• Shadows

    Shadows

    ★★★★

    Raw, even by Cassavetes standards, but still has his ability to capture the essential feel of guys being dudes, of pretentious intellectuals, of proto-fuccbois, of conflicted people. There are some bits that don't go anywhere, but the good stuff will stick with you. Plus it's cool to see a movie about the beats and the early days of the counterculture made when it was still current, rather than looking back and trying to recapture it. Last but not least, you have to appreciate the rare Cassavetes that doesn't have an extra half-hour tacked onto it.

  • Inland Empire

    Inland Empire

    ★★★★

    Want to leave a review but what the fuck am I going to say about this?

    Torn between "need to watch five more times to make sense of it" and "I can go another couple decades before doing that again."

  • Everything Everywhere All at Once

    Everything Everywhere All at Once

    ★★★

    This review may contain spoilers. I can handle the truth.

    I didn't hate this like I thought I might. The cast, the action sequences, and even some of the multiverse-hopping were all a lot of fun. The scene with Evelyn and Joy as rocks communicating with text on the screen was a brilliant use of the movie's conceit. And while "hot dogs for fingers" or "a butt plug trophy" might sound lame, I defy anyone not to laugh at the opening sequence of 2001 recreated with hot dog-fingered apes or…

  • Ambulance

    Ambulance

    ★★★

    Dumb guy genius on the level of Zack Snyder's Justice League, Wild Things, and Bay's own The Rock.

  • Lincoln

    Lincoln

    ★★★★

    Spielberg being Spielberg, a phenomenal cast, an inspiring story of the embodiment of America in all its contradictions, our very own mystical warrior healer politician and prophet and martyr for freedom.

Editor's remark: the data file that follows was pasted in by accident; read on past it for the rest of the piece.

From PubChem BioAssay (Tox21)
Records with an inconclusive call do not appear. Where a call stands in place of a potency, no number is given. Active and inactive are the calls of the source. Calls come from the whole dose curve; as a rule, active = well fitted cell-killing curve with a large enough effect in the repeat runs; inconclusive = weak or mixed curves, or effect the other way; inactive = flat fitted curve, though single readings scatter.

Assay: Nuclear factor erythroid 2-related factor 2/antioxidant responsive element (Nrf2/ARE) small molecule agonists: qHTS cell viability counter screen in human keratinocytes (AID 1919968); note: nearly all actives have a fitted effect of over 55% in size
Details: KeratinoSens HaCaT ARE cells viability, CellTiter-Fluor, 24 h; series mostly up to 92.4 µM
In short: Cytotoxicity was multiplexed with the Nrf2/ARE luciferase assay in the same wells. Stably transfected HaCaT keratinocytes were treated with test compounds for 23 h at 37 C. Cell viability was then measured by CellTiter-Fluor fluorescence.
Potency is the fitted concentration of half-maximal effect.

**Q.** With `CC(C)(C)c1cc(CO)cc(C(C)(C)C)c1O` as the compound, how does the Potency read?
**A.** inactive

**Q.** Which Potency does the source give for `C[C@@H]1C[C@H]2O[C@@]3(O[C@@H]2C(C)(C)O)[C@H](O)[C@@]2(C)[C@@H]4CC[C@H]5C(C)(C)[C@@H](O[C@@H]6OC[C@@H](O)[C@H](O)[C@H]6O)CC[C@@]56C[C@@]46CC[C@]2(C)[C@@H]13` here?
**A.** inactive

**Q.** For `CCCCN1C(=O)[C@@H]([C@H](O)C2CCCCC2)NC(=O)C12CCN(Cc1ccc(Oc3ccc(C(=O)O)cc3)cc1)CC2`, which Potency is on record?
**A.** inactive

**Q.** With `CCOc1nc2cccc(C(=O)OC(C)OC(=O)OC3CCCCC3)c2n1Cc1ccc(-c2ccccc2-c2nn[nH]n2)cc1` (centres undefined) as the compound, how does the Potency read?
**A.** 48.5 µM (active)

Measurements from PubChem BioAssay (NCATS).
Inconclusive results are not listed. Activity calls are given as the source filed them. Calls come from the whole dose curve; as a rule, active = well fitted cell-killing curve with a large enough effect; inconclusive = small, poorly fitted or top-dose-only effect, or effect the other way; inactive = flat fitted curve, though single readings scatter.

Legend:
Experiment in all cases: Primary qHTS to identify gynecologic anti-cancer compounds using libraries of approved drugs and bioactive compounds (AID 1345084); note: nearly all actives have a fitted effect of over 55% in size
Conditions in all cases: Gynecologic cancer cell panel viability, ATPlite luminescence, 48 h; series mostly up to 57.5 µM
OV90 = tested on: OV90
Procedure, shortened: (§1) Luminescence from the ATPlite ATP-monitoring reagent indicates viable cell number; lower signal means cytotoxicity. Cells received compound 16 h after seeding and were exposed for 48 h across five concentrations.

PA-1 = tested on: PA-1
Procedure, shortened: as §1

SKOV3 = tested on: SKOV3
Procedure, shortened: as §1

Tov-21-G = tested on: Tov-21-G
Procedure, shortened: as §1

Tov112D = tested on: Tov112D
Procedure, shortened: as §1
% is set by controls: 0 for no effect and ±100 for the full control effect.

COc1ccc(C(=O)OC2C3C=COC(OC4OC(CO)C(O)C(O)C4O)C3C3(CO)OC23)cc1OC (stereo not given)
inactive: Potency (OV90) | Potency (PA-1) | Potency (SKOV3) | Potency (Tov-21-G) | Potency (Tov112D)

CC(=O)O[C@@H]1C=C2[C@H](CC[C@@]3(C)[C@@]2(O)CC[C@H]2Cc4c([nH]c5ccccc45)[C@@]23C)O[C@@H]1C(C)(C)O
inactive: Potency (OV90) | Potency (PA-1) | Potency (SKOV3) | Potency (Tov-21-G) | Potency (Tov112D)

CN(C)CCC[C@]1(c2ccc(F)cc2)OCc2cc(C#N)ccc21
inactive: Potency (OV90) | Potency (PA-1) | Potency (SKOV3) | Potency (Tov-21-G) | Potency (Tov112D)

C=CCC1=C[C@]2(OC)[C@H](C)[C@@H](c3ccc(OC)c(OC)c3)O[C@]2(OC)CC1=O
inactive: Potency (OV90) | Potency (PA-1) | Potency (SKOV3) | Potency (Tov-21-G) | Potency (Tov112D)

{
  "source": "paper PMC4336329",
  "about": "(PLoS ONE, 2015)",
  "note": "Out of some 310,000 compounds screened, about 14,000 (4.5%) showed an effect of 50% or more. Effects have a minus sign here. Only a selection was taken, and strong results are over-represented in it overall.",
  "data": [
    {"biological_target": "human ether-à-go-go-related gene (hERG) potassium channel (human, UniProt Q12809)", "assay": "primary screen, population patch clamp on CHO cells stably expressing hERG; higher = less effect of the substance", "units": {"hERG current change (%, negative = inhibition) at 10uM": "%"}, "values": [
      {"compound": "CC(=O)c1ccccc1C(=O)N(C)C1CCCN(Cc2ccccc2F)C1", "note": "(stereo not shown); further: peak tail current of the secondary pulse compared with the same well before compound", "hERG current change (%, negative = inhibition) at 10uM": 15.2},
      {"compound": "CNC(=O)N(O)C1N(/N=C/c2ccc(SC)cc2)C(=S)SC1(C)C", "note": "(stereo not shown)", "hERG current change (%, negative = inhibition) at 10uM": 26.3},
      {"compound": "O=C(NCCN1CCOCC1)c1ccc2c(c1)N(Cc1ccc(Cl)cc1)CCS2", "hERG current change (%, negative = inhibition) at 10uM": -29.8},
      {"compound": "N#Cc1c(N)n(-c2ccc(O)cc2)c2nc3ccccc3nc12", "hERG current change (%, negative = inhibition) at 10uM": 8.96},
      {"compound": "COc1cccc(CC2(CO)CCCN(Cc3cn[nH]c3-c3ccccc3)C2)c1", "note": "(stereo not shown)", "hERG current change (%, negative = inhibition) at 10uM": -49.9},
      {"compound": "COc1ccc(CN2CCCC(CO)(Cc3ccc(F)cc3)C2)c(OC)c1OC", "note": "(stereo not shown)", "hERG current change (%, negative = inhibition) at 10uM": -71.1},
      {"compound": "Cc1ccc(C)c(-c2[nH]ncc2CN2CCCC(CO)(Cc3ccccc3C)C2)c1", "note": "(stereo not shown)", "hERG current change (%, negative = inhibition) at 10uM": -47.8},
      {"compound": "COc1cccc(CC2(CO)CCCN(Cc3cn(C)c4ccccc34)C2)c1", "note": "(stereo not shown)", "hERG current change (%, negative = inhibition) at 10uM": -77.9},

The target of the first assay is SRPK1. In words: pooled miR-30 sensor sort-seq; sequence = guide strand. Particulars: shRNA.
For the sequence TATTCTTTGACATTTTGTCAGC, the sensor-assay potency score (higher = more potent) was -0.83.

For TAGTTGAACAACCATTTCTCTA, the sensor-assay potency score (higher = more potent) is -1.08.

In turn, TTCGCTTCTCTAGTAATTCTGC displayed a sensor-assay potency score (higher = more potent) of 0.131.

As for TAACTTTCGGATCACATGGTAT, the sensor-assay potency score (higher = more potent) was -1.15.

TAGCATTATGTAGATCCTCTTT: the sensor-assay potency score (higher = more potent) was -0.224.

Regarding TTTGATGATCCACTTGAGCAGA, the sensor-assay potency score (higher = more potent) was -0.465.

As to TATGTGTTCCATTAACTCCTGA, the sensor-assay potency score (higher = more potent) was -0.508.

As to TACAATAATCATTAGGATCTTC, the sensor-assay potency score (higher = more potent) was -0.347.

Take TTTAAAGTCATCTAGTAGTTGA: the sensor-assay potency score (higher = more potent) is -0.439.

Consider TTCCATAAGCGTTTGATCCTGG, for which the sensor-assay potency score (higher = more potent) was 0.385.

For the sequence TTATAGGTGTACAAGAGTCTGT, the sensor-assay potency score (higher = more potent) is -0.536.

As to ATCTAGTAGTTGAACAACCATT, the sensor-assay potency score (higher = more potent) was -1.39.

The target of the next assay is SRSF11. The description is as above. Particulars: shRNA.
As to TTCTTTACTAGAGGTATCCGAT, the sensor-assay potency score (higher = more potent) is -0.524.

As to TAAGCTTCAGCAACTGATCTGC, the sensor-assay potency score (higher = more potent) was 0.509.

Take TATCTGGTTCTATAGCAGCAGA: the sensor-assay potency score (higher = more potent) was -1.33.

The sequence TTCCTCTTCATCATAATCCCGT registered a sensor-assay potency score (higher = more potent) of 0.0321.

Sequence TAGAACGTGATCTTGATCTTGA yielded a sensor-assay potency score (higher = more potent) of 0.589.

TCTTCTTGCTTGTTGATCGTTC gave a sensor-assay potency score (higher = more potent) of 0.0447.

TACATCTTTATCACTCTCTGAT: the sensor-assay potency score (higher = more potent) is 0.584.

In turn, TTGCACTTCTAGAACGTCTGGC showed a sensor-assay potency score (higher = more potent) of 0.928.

Tows the line of hagiography at times, but I'm as guilty as anyone because my heart swelled when I realized I was watching it on the day he was assassinated.

  • Die Hard: With a Vengeance

    Die Hard: With a Vengeance

    ★★★½

    Extremely convoluted, stretches itself a little too far (the hamhanded attempt to Say Something About Our Times and Race Relations, plus whatever was going on with Katya, Simon, and Krieg), but absolutely a rollicking good time, Bruce Willis and Samuel L. Jackson are charismatic as ever, I appreciated the twists on the classic Die Hard structure and the willingness to hold off on big action scenes.

  • King Richard

    King Richard

    ★★★½

    Watched almost exclusively because of The Slap. Wild that even ten years ago, this would have made $300 million instead of 38.

    Perfectly serviceable, feel-good Oscar bait. A little unfocused, sometimes forgets stories or expects us to react to things that aren't on screen, but you can't deny the spirit or Will Smith doing his finest Will Smith.

  • Once Were Warriors

    Once Were Warriors

    ★★★½

    My first dip into Kanopy, and one I've been curious about for a while. Sometimes has a ring of cliche and melodrama, but when it's good, it's great. The violence is sudden and shocking, there are a million heartbreaking moments, Temuera Morrison and Rena Owen are fantastic as the two leads.

    Wild that eight years after this, Morrison was in Star Wars and Tamahori was directing a Bond.

  • The Worst Person in the World

    The Worst Person in the World

    ★★★★

    The existentialist subtext is pretty much the text here. Nobody likes the "I have read philosophy" guy, but the characters did everything short of namedropping the sickness unto death and Dasein and bad faith.

    That's not a knock at all, it's a great movie and threads the needle of exploring all those themes in depth without beating the viewer over the head with them. It manages to do the same with contemporary elements like smartphones and MeToo and cancel culture,…

  • The Dark Knight

    The Dark Knight

    ★★★★

    This review may contain spoilers. I can handle the truth.

    All this time later and it still bangs.

    There are bits that don't make sense, which range from inconsequential (how did the Joker know to the pull the bus out at that exact second) to the annoying (they really didn't check the boats during an active terrorist threat?), but which never pull me out of the moment.

    It also suffers from the classic Nolan vice of having characters state the thematic impact of whatever is happening ("did Batman save you?"…

  • The Batman

    The Batman

    Finally, a comic book movie that has the guts to be so bad it's good.

  • Wild Things

    Wild Things

    In the 90's, all this was normal.